WHEN she started her period at the age of 13, Makayla Kane never thought twice about using sanitary towels.
Like many young women, the mum-of-four, 36, from Texas, struggled with embarrassing leaks during her teenage years and felt incredibly self-conscious whenever she had to change her pad in the school bathrooms.
"My worst moment with my period was when I was 16 and out shopping onthe heaviest day," she said. "I just could not keep it contained. It went all over my shorts and I had to wear my sweater tied around my waist which was so obvious."
However, that was nothing compared to the stress Makayla felt about the "crinkling" noise her pads made when she changed them at school.
She continued: "In middle school, I was so worried about having to do that that I'd avoid going to the bathroom when I could."
For years, the mum would spend $20 on a new box of tampons and pads every month – and by the time she hit 27, Makalya had spent a whopping $3,360 [£2,400] on sanitary products.
As a result, the mum decided to drastically cut out tampons and look for a more environmentally-friendly alternative.
She said: "In 2013, I started using a menstrual cup and I absolutely loved it. Then I bought some cloth pads online and was hooked.
"You feel like you're wearing a cloud. It's like having a dry, comfortable, extra-thick pair of underwear."
In the eight years Makayla has been using reusable pads, she's saved a staggering $1,900 [£1,400].
She said: "In a nutshell, you save lots of money. But you do have to spend a bit upfront for a stash to get started.
"Say you needed 20 pads and it’s going to cost you $100. But after that, you don’t have to buy them anymore. That’s it, you’re done.
"The other bigger factor is the impact on the planet. You’re reducing your carbon footprint by re-using and rewashing your pads every month and using the same ones. One pad can take up to 800 years to biodegrade."
And she feels so passionate about sustainable sanitary products that she began selling her own in summer 2020.
People say it’s disgusting. The most common comment I get is, ‘I would never lug around a used pad in my purse and smell like that all day.'
"I have several different sizes," the mum explained. "But the bottom layer is made out of weather-resistant fleece you find in sporting apparel.
"In the middle, they have two layers of bamboo fleece and cotton velour for the wings and on top."
What's more, her $45 sets of reusable pads also come with a matching pocket in case you need to change them on the move.
And on her website, Makayla – who also makes reusable nappies – sells a resealable bag to store used pads before you wash them when your cycle ends.
She added: "At the end of your period, you take all the pads – including the bag – and wash them. There is no right or wrong way.
"A lot of people like to rinse them off first. A lot of people like to keep them in a bucket and soak them. A lot of people like to boil them or spray them down with a stain remover."
But don't they start to smell? Well, Makayla claims she's never had an issue with this.
"I have never had a smell problem with reusable pads," she said. "And if someone could smell it, they would literally have to be right up in your butt!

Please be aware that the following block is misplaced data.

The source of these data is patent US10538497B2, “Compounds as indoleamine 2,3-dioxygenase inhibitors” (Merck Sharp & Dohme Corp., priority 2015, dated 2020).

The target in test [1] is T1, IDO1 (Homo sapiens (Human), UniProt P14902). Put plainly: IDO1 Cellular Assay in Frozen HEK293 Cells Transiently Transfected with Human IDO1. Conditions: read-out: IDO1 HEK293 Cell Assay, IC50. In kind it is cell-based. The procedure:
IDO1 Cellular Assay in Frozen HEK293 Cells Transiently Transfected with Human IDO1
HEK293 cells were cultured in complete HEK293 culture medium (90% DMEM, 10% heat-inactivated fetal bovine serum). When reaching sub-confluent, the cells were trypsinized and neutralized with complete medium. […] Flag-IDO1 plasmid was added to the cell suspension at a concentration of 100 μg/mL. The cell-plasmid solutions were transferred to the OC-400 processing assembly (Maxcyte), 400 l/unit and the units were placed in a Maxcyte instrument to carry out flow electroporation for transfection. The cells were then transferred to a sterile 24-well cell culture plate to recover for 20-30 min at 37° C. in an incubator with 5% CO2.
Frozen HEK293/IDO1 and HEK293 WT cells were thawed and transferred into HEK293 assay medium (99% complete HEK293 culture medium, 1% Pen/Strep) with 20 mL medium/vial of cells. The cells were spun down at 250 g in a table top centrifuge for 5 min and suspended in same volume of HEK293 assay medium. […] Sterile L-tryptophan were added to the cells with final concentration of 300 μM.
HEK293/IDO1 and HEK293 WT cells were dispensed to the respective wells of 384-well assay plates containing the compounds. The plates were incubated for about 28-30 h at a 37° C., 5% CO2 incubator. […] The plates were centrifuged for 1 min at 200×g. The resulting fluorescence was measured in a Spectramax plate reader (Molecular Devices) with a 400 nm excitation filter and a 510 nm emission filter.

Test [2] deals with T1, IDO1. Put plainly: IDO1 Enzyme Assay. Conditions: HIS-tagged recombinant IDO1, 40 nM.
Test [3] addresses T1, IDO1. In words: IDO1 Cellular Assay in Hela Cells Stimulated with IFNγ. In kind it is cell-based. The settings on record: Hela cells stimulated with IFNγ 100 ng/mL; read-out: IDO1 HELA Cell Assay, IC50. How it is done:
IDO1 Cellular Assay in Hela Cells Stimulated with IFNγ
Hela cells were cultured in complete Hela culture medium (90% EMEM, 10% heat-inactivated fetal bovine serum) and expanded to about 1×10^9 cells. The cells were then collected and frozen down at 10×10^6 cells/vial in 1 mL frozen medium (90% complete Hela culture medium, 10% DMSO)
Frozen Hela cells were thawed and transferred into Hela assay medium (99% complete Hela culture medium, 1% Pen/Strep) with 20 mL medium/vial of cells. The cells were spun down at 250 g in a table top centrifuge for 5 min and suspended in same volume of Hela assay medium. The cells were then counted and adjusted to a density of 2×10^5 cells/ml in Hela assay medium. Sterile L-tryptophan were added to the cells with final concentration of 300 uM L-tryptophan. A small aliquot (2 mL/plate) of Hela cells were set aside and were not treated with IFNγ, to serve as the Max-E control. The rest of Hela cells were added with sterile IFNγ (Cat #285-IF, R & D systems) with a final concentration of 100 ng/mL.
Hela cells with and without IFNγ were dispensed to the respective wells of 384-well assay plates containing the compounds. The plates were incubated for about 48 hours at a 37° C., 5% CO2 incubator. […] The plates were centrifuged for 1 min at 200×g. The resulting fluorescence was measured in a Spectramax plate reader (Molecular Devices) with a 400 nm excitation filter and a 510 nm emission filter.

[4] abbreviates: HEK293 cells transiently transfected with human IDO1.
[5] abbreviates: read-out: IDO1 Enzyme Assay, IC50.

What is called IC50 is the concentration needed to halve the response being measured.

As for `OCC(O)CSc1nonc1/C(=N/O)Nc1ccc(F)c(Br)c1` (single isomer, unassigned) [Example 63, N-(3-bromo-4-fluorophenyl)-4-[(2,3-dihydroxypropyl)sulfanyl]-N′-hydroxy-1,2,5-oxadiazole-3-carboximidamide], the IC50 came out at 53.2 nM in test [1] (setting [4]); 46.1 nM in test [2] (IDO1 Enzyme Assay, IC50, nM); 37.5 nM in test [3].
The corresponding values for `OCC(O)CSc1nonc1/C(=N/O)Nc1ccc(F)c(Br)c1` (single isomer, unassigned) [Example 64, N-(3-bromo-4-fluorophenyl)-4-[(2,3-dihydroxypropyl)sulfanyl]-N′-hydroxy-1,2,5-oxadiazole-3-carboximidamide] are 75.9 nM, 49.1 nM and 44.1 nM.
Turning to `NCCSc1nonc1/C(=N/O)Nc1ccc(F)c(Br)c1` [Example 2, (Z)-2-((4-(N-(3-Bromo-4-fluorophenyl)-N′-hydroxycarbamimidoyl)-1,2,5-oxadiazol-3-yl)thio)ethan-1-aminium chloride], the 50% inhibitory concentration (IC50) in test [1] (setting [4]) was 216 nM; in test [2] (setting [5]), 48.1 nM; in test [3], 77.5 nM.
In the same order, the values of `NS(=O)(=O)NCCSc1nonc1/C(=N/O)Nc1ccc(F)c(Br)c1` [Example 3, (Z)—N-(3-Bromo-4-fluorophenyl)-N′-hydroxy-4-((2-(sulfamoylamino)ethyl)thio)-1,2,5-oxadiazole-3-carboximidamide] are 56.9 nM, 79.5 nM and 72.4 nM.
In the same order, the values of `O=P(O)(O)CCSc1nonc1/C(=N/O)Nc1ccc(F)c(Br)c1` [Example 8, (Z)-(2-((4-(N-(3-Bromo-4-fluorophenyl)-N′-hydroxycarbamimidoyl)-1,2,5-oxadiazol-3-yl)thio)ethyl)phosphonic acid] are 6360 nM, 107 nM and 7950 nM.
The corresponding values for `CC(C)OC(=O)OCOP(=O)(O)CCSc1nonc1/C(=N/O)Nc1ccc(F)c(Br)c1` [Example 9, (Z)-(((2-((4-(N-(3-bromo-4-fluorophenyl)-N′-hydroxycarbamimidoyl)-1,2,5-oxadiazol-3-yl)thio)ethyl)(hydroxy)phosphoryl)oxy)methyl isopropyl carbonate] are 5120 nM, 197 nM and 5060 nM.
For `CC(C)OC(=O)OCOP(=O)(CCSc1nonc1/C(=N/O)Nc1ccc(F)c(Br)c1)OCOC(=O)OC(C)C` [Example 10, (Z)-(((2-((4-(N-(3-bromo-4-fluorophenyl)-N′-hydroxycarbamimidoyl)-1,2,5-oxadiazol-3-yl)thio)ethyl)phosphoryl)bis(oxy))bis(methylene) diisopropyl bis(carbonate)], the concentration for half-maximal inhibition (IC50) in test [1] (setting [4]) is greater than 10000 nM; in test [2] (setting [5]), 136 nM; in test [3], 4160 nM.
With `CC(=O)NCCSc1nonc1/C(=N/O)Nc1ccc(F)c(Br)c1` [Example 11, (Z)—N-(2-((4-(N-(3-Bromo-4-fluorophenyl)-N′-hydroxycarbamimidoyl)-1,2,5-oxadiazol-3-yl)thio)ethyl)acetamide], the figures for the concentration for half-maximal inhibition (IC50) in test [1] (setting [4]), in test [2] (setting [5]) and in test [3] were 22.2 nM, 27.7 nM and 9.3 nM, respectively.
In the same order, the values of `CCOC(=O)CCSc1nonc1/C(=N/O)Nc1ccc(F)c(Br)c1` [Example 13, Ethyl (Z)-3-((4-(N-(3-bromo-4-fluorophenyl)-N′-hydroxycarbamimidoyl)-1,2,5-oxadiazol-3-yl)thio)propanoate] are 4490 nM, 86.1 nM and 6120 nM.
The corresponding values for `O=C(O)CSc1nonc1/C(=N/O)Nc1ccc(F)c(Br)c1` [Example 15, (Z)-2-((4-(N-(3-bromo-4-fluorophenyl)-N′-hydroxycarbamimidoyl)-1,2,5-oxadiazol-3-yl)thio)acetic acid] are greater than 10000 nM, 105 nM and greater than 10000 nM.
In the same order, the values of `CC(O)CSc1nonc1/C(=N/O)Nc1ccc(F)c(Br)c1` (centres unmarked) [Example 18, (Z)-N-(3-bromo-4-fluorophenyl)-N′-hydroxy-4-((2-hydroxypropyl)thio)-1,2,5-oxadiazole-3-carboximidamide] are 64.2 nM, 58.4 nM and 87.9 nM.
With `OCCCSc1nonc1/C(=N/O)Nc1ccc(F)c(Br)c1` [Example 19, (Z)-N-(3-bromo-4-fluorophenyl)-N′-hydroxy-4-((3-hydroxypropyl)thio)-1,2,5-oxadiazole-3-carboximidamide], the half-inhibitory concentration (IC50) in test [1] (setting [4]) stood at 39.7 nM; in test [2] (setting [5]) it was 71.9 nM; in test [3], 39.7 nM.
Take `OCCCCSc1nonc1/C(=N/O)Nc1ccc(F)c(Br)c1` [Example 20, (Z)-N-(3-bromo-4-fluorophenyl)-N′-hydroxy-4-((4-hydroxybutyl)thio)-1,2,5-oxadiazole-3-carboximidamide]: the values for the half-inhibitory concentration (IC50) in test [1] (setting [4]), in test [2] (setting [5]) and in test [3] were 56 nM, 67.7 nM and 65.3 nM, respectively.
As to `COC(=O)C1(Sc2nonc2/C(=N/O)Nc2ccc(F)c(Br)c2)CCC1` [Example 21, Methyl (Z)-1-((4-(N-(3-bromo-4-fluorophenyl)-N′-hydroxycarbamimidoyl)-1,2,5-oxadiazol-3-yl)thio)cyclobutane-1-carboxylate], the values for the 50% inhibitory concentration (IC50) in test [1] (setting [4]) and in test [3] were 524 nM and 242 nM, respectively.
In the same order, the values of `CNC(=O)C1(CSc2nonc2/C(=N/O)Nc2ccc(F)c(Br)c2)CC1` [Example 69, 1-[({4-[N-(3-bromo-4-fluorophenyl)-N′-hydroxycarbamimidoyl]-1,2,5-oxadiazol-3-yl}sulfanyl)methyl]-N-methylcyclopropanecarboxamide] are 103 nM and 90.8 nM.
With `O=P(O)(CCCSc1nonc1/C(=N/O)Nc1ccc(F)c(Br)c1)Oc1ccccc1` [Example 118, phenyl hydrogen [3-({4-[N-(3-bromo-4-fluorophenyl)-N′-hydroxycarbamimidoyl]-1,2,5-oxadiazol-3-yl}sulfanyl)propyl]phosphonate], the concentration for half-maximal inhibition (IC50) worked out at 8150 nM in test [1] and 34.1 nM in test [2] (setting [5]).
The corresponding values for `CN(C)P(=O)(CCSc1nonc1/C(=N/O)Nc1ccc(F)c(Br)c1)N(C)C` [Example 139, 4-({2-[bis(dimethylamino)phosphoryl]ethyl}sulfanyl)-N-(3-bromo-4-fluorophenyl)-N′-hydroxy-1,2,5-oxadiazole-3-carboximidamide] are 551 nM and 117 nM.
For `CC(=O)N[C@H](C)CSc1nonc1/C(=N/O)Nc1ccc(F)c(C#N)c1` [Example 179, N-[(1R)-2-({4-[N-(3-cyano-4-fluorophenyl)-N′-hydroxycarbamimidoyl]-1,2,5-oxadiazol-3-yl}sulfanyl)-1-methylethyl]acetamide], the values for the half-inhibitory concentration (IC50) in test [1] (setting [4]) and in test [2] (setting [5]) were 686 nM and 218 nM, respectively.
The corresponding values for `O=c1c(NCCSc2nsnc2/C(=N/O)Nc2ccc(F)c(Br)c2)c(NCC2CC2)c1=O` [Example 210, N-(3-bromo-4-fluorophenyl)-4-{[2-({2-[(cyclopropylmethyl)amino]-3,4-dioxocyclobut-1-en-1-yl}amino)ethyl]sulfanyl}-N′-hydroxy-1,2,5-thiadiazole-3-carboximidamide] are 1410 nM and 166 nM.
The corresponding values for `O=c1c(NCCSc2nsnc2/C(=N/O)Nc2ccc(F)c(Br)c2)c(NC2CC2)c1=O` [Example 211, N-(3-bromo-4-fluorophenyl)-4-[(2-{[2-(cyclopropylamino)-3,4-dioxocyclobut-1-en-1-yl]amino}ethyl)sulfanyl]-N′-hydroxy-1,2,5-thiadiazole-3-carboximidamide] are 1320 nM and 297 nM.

"That bag is kept in the bathroom with my husband and all my kids and they can’t smell anything."
To promote her pads, Makayla joined TikTok last year – much to her 13-year-old son Daniel's horror.
She added: "My kids are always like, 'Mom your ENTIRE TikTok is about periods!'"
But while the majority of her 120,000 followers are supportive of her work, Makayla does have to deal with her fair share of trolls.
"People say it’s disgusting," she said. "The most common comment I get is, ‘I would never lug around a used pad in my purse and smell like that all day. That is disgusting.’
- Set of five pads, $45 – see here
"The carrying it around with you seems to be the biggest problem people have. My problem is, they’re watching one video and making an uneducated opinion about me.
"A lot of people just see me as taking my bloody pad off and putting in my purse and think ‘that’s disgusting’. And then they move on."
However, business is still booming for Makayla and she struggles to keep them in stock.
"Almost every time I do have a restock, all 100 pads sell out," she said. "And if it doesn’t sell out that first day, it sells out in the next one."
Although Makayla's husband George, 37, supports her "100%", she says her friends have been "sceptical" as they wouldn't use the products themselves.
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What's more, the mum is adamant that she'd never pressure her daughters – Aubrey, nine, and Gracie, 13 – to use them.
She continued: "I have tried to normalise menstruation in my household so that the kids aren’t embarrassed or freaked out by it.
"I even ask my girls, ‘do you want to use cloth pads when it’s your time?’ And one of them wants to and the other one doesn’t.
"But I will always keep educating her by leading by example and maybe she will change her mind.
"I don’t want to force it upon her or be traumatised by it!"
For more real life stories, this mum has spent £50K on surgery including a designer vagina to look beautiful, women hate her & say she'll steal their husbands.
And this woman said she'd never relied on men for cash & others shouldn’t settle down until they earn at LEAST six figures.
Plus this woman started saving for a nose job at 10, gets up at 4.30am to do her makeup & would never let the postie see me slap-free.
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